Published: Fri, January 05, 2018
IT&Software | By Alfonso Woods

Amazon Plans Bid for Premier League Streaming Rights

Amazon Plans Bid for Premier League Streaming Rights

Amazon has been actively exploring a possible acquisition of United Kingdom rights to the English Premier League in the run-up to next month's auction, according to a report in United Kingdom newspaper The Telegraph.

So far in the United Kingdom, traditional broadcasters such as Sky and BT were the ones who got to stream the matches, but Amazon stepping in could prove to be interesting.

As illegal streaming of matches online continues to rise, Premier League bosses have been considering new ways to keep its fan base paying to watch.

According to the report, citing unnamed sources, Amazon has been talking to industry figures about how it could incorporate premium football in its live sports offering in the UK.

The 2019/20 season will consist of seven packages of premier league football/soccer matches on offer from the UK's Premier league.

The auction for the Premier League's live rights pulled in 5.1 billion pounds ($6.9 billion) in 2015 after broadcasters Sky and BT bid against each for the rights for three seasons and carved them up between them.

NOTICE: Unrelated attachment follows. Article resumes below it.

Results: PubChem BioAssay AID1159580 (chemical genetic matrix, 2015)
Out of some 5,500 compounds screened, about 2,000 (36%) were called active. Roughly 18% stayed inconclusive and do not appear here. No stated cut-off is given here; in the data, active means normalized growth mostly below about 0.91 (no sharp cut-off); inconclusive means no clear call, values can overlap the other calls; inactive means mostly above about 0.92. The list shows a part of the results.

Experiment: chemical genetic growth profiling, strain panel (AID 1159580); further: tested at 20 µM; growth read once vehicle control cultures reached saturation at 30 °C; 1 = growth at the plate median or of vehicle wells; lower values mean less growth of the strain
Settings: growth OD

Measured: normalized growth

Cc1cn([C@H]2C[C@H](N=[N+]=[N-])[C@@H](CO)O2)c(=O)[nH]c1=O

Of particular interest to Amazon Package F (One Bank Holiday and one midweek fixture programme) and Package G (Two midweek fixture programmes) both feature 20 matches.

A number of broadcasting companies are poised to enter the fray, with Amazon's £100 billion ($135 billion) annual turnover expected to give it the financial edge.

The digital giant sees such sporting events as American football, tennis and soccer matches as a way to get more people to subscribe to Prime memberships, which include video streaming and convert occasional customers into more loyal shoppers.

Amazon shelled out $50M past year for the rights to live-stream National Football League games and £80M for the United Kingdom rights to the US Open and ATP World Tour.

While Amazon is unlikely to sweep figurative rug from under Sky and BT's feet and try to buy all the rights, it still means the two might have competition - especially if the company decides to expand its football portfolio in future years.

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